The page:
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Apparel Prices 1914-93 and the Hulten/Brueghel Paradox

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  • Robert J. Gordon

Abstract

Backcasting upward bias in price index over long periods of time yields levels of real consumption two or four centuries ago that are implausibly low, raising the possibility that price index bias for important products may have been zero or even negative at some point in the past. This paper studies apparel prices over the long period 1914-93, developing new price indexes based on more than 16,000 data observations from the Sears catalog for that interval. The basic conclusion is that hedonic price indexes for womens' dresses exhibit a rate of increase of many orders of magnitude faster than either the Sears Matched-model index developed from the same source data or as compared to the CPI. The results provided here offer a complement to past research on computer prices, which also found that price changes were contemporaneous with model changes. Just as hedonic price indexes for computers almost always drop faster than matched-model indexes for computers, we have found the opposite relationship for apparel prices, although presumably for the same reason. The Sears matched-model indexes do not exhibit a consistent negative or positive drift relative to the CPI. For womens' apparel the drift is always negative but for mens' apparel there is a turnaround, from negative before 1965 to positive thereafter. Both the matched- model indexes and the CPI rise less rapidly for womens' apparel than for mens' apparel, which would be consistent with the hypothesis that price changes accompanying model changes (and thus linked out of both the Sears matched-model index and of the CPI but not in the hedonic index) are more frequent for womens' apparel, since models change more frequently.

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Bibliographic Info

Paper provided by National Bureau of Economic Research, Inc in its series NBER Working Papers with number 11548.

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Date of creation: Aug 2005
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Publication status: published as Diewert, W. Erwin, John S. Greenlees, and Charles R. Hulten (eds.) Price Index Concepts and Measurement. Chicago: University of Chicago Press, 2009.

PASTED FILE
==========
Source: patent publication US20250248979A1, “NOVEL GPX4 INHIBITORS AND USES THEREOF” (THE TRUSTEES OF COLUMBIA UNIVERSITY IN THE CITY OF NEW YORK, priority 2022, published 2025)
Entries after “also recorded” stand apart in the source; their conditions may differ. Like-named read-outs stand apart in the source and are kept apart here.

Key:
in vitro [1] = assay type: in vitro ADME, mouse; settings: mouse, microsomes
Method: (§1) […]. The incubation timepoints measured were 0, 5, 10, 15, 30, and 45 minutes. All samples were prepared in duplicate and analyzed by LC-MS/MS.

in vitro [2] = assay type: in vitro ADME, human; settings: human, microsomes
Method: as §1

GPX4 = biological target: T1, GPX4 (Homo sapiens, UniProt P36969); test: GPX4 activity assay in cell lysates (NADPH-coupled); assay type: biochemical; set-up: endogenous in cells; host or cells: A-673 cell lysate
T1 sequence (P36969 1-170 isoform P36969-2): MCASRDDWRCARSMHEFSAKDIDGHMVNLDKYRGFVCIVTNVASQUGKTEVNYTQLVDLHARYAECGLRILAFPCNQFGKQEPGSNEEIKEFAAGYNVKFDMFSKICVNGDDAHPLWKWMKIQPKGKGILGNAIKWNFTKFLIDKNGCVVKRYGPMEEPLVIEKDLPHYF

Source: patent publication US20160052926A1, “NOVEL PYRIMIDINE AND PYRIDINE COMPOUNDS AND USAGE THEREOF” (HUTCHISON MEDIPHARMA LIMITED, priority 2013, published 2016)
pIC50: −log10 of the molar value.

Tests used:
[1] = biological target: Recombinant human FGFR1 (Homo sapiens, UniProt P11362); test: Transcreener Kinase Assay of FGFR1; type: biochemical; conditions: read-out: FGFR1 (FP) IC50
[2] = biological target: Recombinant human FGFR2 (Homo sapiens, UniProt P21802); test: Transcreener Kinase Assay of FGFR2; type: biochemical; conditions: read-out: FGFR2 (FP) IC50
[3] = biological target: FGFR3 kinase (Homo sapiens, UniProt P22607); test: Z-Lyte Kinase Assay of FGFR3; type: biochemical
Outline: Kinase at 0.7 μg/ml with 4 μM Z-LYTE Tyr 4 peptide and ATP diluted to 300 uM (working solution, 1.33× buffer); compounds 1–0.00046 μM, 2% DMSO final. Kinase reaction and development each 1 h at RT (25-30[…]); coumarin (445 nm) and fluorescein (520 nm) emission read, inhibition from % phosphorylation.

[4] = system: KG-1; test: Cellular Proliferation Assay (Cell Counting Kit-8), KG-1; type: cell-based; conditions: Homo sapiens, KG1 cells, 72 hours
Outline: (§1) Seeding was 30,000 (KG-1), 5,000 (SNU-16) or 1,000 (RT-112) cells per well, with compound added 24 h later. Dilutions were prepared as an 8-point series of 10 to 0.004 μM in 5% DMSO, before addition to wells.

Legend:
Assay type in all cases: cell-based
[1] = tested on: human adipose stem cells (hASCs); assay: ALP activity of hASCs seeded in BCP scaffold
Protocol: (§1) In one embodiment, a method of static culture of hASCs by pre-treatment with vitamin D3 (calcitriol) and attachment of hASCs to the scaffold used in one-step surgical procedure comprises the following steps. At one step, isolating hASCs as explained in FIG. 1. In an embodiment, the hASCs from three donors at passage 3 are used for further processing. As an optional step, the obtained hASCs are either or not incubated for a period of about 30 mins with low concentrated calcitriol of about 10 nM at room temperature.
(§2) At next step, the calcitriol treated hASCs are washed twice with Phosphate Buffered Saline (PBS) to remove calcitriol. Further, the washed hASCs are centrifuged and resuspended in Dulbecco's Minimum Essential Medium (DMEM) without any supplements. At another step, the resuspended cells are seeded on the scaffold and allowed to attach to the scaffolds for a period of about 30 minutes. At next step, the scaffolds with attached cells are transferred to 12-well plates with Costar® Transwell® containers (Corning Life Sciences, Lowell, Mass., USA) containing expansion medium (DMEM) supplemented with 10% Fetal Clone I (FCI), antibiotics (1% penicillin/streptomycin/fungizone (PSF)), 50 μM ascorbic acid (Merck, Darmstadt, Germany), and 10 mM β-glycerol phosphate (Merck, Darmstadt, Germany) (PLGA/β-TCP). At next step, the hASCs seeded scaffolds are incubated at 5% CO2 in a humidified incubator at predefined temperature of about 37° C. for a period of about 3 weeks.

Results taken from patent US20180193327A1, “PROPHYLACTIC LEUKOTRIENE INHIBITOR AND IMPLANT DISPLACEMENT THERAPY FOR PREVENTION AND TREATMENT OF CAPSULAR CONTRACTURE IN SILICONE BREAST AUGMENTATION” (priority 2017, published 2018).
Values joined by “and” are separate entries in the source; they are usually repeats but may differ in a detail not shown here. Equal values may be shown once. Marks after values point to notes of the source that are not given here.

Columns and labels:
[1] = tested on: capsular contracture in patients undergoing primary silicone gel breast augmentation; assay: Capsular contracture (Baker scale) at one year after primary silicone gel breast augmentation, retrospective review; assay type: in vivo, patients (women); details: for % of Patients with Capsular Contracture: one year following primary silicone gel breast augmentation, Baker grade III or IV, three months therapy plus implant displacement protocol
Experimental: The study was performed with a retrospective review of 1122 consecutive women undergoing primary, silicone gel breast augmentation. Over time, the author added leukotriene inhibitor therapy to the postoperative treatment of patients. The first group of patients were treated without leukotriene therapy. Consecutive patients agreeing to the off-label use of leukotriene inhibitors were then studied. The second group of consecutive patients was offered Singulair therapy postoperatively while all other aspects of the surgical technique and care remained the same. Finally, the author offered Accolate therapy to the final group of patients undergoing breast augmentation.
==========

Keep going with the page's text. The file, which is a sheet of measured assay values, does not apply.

Handle: RePEc:nbr:nberwo:11548

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  1. Mark Doms & Ana Aizcorbe & Carol Corrado, 2003. "When do matched-model and hedonic techniques yield similar measures?," Working Paper Series 2003-14, Federal Reserve Bank of San Francisco.
  2. Robert J. Gordon, 1987. "The Postwar Evolution of Computer Prices," NBER Working Papers 2227, National Bureau of Economic Research, Inc.
  3. Pashigian, B Peter, 1988. "Demand Uncertainty and Sales: A Study of Fashion and Markdown Pricin g," American Economic Review, American Economic Association, vol. 78(5), pages 936-53, December.
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Cited by:
  1. Linde, Jesper, 2005. "Estimating New-Keynesian Phillips curves: A full information maximum likelihood approach," Journal of Monetary Economics, Elsevier, vol. 52(6), pages 1135-1149, September.
  2. Robert J. Gordon, 2006. "The Boskin Commission Report: A Retrospective One Decade Later," International Productivity Monitor, Centre for the Study of Living Standards, vol. 12, pages 7-22, Spring.
  3. Alcalá, Francisco, 2009. "Time, Quality and Growth," UMUFAE Economics Working Papers 4811, DIGITUM. Universidad de Murcia.
  4. David E. Lebow & Jeremy B. Rudd, 2006. "Inflation measurement," Finance and Economics Discussion Series 2006-43, Board of Governors of the Federal Reserve System (U.S.).
  5. Martin Neil Baily, 2006. "Policy Implications of the Boskin Commission Report," International Productivity Monitor, Centre for the Study of Living Standards, vol. 12, pages 74-83, Spring.

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